The last one that I stopped taking is rosuvastatin. It's a "statin" and the brand name is Crestor. "Statins are a class of drugs often prescribed by doctors to help lower cholesterol levels in the blood. By lowering the levels, they help prevent heart attacks and stroke. Studies show that, in certain people, statins reduce the risk of heart attack, stroke, and even death from heart disease by about 25% to 35%." This description is from  WebMD . Note the careful wording of "in certain people" and the emphasis of benefits "by about 25% to 35%". This is what I find reprehensible and garbage science. Statins have boomed in recent years. It's a multi-billion industry. If you read the article at the link above, you'll note that the pharmaceutical industry is recommending that at least another 15 million people should be taking statins as a preventive measure.

Problem is that statins are as close to useless drugs as you can get. The numbers are fudged. They help less than 1% of those taking them – yet the side effects are severe. In the USA, the FDA have been aware of severe side effects (since at least 2014) related to the use of statins. Yet, the FDA refuse to add warning requirements.

In my case, Crestor increased insulin resistance. My basal insulin went up by six units daily and my bolus insulin increased dramatically. My blood sugar levels were elevated throughout the day, but particularly in the evenings. It's almost like the insulin was having less and less effect. I even reached over 23 mmol/l (414 mg/dl) on a regular basis. Totally unacceptable. So, rather than fine tune the insulin and continue on increased injection levels, I decided to stop buying into the garbage science. This is my life, and I prefer quality over quantity. I want the side effects to stop now. Those include: brain fog, lethargy and low energy, difficulty sleeping, dangerous blood sugar levels, liver pain, kidney pain, pains in tendons (knee, hip, elbow), and fibrosis (and the fibrosis has started). The day after I stopped taking Crestor, most of the side effects were already going away. My blood sugar levels have returned to normal. Brain fog completely lifted. I no longer feel listless and energy (and stamina) is returning. The fibrosis I will have to deal with separately, once that starts it cannot be reversed. I have an appointment with my GP on Dec 22 for this.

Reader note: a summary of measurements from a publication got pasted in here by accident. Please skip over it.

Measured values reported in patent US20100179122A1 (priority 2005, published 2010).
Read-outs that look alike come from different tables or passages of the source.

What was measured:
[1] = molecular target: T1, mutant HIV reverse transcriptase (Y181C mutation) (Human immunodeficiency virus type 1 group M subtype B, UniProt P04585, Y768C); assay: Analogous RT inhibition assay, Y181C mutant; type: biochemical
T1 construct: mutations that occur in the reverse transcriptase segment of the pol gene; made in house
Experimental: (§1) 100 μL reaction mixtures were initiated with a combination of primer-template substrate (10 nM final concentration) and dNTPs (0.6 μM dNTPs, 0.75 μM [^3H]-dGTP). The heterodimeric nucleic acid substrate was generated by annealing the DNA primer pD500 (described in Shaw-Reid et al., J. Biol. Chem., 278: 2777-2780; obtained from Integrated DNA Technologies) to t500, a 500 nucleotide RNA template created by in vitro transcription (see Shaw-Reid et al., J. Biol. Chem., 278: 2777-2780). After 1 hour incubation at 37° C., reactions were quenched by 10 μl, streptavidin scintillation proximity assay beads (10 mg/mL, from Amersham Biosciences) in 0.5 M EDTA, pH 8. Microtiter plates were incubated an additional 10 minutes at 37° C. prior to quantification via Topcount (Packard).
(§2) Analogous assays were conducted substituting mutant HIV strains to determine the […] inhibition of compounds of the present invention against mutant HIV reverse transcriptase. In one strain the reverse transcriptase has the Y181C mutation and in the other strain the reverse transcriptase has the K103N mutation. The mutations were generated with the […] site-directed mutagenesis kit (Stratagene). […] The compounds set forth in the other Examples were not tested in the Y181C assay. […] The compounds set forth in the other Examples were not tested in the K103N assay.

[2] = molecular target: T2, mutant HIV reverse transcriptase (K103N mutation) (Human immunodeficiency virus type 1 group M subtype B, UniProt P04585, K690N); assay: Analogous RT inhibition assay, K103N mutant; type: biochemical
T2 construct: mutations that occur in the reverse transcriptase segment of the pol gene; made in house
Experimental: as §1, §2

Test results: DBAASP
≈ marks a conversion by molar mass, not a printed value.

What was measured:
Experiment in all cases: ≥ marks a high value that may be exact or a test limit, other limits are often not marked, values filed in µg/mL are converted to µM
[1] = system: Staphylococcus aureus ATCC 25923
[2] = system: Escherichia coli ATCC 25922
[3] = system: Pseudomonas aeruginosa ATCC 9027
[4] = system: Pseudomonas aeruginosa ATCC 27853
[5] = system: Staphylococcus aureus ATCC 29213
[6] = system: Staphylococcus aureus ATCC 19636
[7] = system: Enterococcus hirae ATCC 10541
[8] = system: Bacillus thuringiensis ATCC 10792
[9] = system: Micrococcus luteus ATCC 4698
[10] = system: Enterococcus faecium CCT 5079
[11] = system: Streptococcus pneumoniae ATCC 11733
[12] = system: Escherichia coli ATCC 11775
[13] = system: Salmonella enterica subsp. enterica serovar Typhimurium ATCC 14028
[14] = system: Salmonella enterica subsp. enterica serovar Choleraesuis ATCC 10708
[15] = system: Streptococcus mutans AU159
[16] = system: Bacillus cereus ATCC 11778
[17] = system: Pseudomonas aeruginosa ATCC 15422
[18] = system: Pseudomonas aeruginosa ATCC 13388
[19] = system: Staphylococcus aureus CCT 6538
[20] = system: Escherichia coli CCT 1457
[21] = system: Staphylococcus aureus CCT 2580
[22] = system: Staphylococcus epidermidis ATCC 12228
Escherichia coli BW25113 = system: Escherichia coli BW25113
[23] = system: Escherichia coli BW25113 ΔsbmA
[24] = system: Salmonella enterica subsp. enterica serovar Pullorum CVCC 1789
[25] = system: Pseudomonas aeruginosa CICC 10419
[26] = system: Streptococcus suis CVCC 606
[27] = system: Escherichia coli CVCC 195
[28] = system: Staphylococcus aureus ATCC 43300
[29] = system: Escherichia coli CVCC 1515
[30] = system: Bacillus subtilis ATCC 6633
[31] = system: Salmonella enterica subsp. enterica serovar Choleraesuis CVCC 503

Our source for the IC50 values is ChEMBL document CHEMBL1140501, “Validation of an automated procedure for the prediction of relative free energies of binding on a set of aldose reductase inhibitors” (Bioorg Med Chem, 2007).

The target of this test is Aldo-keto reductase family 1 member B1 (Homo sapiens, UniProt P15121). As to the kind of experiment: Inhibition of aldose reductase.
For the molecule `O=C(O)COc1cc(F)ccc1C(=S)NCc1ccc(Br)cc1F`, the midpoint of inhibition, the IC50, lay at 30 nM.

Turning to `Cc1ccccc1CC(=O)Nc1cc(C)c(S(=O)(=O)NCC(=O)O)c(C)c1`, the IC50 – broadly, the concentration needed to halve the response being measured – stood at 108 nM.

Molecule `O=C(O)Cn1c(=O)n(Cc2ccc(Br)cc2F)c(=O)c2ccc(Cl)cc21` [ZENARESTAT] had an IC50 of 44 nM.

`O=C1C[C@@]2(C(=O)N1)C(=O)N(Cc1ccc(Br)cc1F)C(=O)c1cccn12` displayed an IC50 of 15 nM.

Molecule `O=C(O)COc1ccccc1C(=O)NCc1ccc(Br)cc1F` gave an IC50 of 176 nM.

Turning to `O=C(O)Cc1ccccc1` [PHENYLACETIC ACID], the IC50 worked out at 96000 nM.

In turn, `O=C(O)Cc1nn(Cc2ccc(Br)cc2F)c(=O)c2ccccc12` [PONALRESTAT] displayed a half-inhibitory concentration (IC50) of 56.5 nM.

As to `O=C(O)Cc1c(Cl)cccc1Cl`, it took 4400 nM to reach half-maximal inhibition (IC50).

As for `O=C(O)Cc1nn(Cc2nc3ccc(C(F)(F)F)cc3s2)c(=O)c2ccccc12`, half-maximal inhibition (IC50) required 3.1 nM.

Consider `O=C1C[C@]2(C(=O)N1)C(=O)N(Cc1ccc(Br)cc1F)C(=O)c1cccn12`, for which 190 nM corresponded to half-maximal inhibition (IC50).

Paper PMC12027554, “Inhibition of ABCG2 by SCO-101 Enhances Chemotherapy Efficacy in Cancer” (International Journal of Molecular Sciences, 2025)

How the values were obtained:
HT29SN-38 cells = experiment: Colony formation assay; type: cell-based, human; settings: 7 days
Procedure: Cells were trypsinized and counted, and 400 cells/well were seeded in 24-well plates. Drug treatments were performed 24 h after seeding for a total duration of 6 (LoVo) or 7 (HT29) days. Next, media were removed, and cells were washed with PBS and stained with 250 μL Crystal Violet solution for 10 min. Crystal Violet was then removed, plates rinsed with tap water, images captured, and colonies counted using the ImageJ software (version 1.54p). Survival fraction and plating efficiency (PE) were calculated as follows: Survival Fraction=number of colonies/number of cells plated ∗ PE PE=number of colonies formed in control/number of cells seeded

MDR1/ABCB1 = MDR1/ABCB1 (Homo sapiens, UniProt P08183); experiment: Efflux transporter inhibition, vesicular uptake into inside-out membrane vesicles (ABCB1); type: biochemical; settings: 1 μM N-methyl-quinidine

Here's a few articles that may help you understand why statins are junk:

The Ugly Side of Statins

How Statins Degenerate Your Brain Health
Do You Take Any of These 11 Dangerous Statins or Cholesterol Drugs?
5 Great Reasons Why You Should Not Take Statins
Statin Use Inhibits Vitamin K2

And, the answer to those that believe statins are absolutely necessary: Please continue following your doctor's advice, that is what you should be doing. My take on this is that my health is within my authority and I decide, in collaboration with doctors, what should be done to keep me functioning and on the top side of the grass. I have decided that I want my brain and body to function as close to "normal" as possible, that is what I call quality. I want awareness, not a cloudy view of life. I personally believe that blocking my liver from producing enzymes and acids is not necessarily the right thing to do – you are exposing your liver to disease in exchange for a questionable benefit to another part of your body. What the hell kind of trade off is that? My time will come when my time will come. I don't need to extend it and be a vegetable.

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Yiganerjing, caution

My seborrheic dermatitis dates back well over 40 years. Throughout all that time, the only treatment offered by any of the dermatologists is a corticosteroid cream. 

It is effective and I hate using it. The side effects are as bad (or worse) than the seborrhea.